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Beginner Singing Tutorial

Beginner Singing Tutorial

Would you love to learn how to sing? Have you tried to learn your favourite songs but struggled with tension and strain? You’re not alone – many singers hit these beginner hurdles when they first learn how to sing, but there’s an easier way! Singing is actually a very simple process of air pressure, vibration and resonance – but learning HOW to do this effectively can often be a struggle, so let’s fix your voice with this beginner singing tutorial!

How To Get Started

The first step in learning how to sing is to set up a rock solid vocal foundation. Foundation in singing includes the basics like breathing, posture, resonance and placement – all very simple but very intrinsic aspects of a great voice. So, starting with posture;

  • Head Up
  • Shoulders Back/Down
  • Proud Chest
  • Chin Parallel with the floor
  • Natural stance with your feet a shoulder-width apart
  • Release any tension and strain (shake it out!)

With this healthy posture, you will be able to effective engage the diaphragm. The diaphragm itself is a dome-shaped muscle which sits at the base of the lung cavity above the abdomen. When you engage the diaphragm, it lowers towards the abdomen to create a ‘negative space’ similar to a vacuum that instantly fills with pressurised air. By first setting up your posture and engaging your diaphragm you will ensure proper support when you sing and ultimately allow you to develop compression over time to enable a powerful and strain free singing voice.

Vocal Placement

Vocal Placement refers to efficient use of your vocal resonators. With confusing terms like chest voice, mix voice and head voice, it would be easy to confuse the chest and head for resonators in the voice – the only resonators that are useful in singing are the pharynx, the mouth and the nose. The first stage in vocal placement is achieving resonance in these three powerful resonators.

The second stage in vocal placement is to develop a ‘forward’ placement without relying on nasality or excess twang while directing your resonance forward to the harder and brighter parts of the vocal tract. By develop forward placement, or simply “mask singing”, you will create an incredibly powerful tone with minimal effort and allow you to make stylistic choices about your singing in many ways without losing healthy technique.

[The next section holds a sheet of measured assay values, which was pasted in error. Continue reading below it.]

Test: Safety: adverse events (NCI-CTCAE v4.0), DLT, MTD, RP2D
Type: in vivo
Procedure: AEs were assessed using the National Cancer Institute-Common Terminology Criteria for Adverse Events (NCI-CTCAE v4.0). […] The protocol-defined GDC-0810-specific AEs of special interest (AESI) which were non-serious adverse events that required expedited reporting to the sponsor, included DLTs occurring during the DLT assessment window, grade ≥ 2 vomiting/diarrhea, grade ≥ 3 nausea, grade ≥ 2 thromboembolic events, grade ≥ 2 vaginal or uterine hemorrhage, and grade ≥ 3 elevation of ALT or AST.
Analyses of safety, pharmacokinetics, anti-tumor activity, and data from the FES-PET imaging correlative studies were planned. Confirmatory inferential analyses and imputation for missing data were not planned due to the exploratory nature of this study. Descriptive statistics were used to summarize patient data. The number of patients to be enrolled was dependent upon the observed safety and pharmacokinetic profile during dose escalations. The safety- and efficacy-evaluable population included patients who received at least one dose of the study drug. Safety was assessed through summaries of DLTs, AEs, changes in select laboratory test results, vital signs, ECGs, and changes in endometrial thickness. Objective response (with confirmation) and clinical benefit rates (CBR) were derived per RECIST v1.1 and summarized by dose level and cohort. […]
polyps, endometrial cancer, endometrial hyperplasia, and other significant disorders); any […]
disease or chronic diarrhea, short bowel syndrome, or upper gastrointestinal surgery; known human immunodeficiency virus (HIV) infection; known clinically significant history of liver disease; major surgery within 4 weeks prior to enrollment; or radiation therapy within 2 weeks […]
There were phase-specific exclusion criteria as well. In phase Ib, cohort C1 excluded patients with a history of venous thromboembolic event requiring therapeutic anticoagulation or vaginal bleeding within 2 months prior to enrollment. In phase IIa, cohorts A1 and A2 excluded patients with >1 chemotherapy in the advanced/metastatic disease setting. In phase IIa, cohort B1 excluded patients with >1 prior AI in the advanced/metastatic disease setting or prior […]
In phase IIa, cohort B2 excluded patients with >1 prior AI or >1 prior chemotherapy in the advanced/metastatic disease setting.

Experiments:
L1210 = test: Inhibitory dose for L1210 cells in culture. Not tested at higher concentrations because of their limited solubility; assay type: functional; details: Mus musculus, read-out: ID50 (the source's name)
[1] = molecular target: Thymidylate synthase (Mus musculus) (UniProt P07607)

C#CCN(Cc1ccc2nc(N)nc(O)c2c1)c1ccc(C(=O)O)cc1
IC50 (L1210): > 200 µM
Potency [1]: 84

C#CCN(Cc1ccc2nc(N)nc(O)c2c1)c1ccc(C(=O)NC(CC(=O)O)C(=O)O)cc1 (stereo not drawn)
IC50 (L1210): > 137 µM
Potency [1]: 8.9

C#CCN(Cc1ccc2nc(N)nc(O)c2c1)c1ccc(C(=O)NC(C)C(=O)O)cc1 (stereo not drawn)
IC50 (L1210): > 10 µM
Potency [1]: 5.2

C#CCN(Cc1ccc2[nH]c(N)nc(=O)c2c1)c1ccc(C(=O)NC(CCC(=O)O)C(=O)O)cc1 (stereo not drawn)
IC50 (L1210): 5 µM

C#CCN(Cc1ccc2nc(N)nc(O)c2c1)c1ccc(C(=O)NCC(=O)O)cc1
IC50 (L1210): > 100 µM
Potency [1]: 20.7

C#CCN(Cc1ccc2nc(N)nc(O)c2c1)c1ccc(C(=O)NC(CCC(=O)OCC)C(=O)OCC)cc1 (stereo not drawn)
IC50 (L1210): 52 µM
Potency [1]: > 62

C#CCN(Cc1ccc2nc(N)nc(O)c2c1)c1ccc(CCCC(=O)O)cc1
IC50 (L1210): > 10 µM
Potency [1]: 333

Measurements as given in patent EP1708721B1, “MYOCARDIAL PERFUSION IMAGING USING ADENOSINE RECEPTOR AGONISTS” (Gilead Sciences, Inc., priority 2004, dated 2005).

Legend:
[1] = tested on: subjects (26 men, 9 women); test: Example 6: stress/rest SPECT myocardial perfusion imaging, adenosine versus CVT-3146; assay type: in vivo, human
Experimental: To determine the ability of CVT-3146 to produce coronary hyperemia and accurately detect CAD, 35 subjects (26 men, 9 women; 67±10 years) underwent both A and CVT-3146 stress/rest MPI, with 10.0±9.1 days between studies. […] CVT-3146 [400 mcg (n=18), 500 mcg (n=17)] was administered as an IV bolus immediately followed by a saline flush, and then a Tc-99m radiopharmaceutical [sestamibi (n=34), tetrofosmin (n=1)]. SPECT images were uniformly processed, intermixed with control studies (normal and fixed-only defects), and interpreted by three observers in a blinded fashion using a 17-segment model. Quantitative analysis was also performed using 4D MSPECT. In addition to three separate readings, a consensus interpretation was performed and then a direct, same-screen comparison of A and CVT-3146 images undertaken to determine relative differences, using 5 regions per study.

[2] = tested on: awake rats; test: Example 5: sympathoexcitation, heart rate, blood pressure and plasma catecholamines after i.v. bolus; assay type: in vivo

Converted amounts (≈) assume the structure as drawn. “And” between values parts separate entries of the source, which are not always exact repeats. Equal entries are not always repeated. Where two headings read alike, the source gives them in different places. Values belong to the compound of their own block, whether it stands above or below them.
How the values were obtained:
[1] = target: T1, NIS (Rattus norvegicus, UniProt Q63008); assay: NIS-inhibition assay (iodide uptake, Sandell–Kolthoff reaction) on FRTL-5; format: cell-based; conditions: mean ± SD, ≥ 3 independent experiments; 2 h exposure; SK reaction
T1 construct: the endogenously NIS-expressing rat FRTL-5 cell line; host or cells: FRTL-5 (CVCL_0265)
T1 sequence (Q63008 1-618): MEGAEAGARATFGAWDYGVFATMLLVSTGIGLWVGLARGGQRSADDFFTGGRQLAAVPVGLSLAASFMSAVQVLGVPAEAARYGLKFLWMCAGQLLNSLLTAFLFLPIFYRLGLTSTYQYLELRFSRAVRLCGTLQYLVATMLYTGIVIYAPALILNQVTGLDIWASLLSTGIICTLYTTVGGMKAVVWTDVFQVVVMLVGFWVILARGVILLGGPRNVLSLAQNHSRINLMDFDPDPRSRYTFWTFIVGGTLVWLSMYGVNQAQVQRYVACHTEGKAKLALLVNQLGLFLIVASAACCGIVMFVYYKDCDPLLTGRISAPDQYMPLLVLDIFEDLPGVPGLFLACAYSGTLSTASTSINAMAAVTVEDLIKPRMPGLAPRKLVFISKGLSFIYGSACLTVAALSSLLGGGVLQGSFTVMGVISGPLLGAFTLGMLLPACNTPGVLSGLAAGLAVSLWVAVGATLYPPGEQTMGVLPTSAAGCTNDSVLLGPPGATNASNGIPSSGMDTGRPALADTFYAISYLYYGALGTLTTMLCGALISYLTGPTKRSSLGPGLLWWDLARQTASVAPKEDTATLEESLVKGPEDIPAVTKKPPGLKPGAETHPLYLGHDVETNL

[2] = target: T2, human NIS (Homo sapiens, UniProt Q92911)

The final aspect of vocal placement is learning to use the dominant resonator required in each register – the mouth for chest voice, nasal resonator for mix and the pharynx for pure head resonance. Many beginner singers get stuck in the throat or stuck in the mouth when they sing out of fear of singing weak or breathy, in turn straining their voices.

A great place to start is the exclusive Foundation Singing Lesson which will show you how to set up a powerful and rock-solid foundation for your voice. Vocal Foundation consists of all of the above basics from vocal placement to diaphragmatic support to vowel shaping and even resonant space and connecting chest and head voice. If you’d like to dive straight into singing with a powerful foundation, you can get started with the Foundation 101 singing course which will show you everything above and SO much more, and with 60 minutes of video content and interactive warmups, will serve as a powerful guide that you can keep referring back to at any stage of the process of learning how to sing.

If you have any questions about learning how to sing, feel free to leave any feedback or questions below!

 

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